A new study shows that K-12 students in the state of Washington experienced massive grade inflation during the Chinese Coronavirus pandemic, leading to an even greater decline in education quality than previously believed.
As the Daily Caller reports, research from the American Institutes for Research’s (AIR) Center for Analysis of Longitudinal Data in Education Research revealed that while the number of Washington students receiving grades of A and B increased by as much as 20% in 2020, many of these same students still scored poorly on state tests.
According to the report, A grades for math increased from 32.9% to 35.5%, while A grades for English rose from 56.3% to 60.6%, between the spring and fall semesters of 2020. In the same time period, A grades in science rose from 32.5% to 59%. By the 2021-2022 academic year, GPAs saw increases in science and English, while math scores have continued to rise to this day.
“There is widespread speculation and some evidence that grading standards have changed over the course of the pandemic, making higher grades relatively easier to achieve and less reflective of objective measures of learning,” the study’s authors wrote. “It is possible—even likely—that shifting grading standards give parents, guardians, and students a confusing or inaccurate picture of what students know and can do, especially considering pandemic-related learning losses.”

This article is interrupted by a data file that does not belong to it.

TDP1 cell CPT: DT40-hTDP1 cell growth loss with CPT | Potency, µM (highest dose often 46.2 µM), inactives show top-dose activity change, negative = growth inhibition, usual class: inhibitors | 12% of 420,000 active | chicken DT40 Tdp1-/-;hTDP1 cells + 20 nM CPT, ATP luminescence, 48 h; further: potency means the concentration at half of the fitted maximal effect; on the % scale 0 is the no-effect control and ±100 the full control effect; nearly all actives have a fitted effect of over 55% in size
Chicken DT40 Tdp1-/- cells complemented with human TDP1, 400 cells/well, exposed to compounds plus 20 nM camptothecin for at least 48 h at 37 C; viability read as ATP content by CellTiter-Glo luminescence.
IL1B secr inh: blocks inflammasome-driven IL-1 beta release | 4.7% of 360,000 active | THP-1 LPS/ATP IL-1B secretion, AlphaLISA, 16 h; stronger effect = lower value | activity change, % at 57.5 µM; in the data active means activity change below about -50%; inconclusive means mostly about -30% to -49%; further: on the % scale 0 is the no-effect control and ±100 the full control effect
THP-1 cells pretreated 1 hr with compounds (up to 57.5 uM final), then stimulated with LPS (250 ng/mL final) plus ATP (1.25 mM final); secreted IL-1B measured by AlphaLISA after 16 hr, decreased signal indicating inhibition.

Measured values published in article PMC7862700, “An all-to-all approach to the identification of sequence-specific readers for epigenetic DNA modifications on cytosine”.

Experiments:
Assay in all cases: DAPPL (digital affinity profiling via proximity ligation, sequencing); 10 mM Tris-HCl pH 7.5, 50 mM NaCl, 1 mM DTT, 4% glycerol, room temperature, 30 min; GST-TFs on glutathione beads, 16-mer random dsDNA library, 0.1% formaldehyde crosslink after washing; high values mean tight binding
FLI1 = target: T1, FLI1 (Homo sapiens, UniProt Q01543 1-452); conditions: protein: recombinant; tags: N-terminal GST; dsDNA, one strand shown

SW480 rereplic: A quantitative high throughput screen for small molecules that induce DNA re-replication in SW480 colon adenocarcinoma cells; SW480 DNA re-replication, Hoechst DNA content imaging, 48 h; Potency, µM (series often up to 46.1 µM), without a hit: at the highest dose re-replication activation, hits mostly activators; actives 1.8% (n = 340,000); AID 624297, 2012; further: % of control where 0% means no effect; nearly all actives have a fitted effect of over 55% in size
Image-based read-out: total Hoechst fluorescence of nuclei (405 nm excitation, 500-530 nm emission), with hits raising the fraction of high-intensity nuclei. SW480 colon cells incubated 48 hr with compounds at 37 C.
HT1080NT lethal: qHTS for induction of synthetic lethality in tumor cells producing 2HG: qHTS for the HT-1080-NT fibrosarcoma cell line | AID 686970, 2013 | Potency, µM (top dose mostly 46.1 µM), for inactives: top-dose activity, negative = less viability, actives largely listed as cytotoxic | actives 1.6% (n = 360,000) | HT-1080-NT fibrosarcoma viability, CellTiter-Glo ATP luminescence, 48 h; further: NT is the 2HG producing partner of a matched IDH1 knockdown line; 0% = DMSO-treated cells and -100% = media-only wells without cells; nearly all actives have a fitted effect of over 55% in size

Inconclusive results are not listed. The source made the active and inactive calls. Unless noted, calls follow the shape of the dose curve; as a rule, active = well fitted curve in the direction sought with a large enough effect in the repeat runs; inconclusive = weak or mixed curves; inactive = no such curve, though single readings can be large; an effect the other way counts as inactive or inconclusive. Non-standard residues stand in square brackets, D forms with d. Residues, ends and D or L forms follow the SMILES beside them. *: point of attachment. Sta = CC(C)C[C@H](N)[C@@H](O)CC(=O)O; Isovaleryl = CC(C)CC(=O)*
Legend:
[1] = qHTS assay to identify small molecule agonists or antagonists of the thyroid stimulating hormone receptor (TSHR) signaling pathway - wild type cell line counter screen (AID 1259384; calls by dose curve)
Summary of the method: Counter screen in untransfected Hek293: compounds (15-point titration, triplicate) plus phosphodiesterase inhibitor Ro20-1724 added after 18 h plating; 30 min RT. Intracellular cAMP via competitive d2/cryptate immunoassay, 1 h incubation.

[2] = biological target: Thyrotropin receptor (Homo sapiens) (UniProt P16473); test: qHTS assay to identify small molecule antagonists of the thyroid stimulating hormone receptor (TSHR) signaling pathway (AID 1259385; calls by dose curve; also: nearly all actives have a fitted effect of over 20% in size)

Despite the higher grades, students in 2020 did not reach the appropriate test score levels that previous years achieved, thus revealing a massive discrepancy between the grades they were given and their actual knowledge.
“For instance, a student who got an ‘A’ in Algebra 1 was predicted to be in the 73rd percentile of the test distribution in 2015-16, the 68th percentile in 2018-19, and the 58th percentile in 2021-22,” the report reveals. “In Algebra 2, a student receiving an ‘A’ was predicted to be in the 64th percentile in 2015-16, the 58th percentile in 2018-19, and the 54th percentile in 2021-22.”
The artificial inflation of grades was most likely in response to the state’s official “do no harm” education policy in 2020, which declared that it would not give failing grades to high school students. Another factor in the grade inflation is a rising rate of student absences, as the report found that some districts saw as many as four times more students marked as absent, despite 40% of them still getting a grade of B or higher in the main subjects.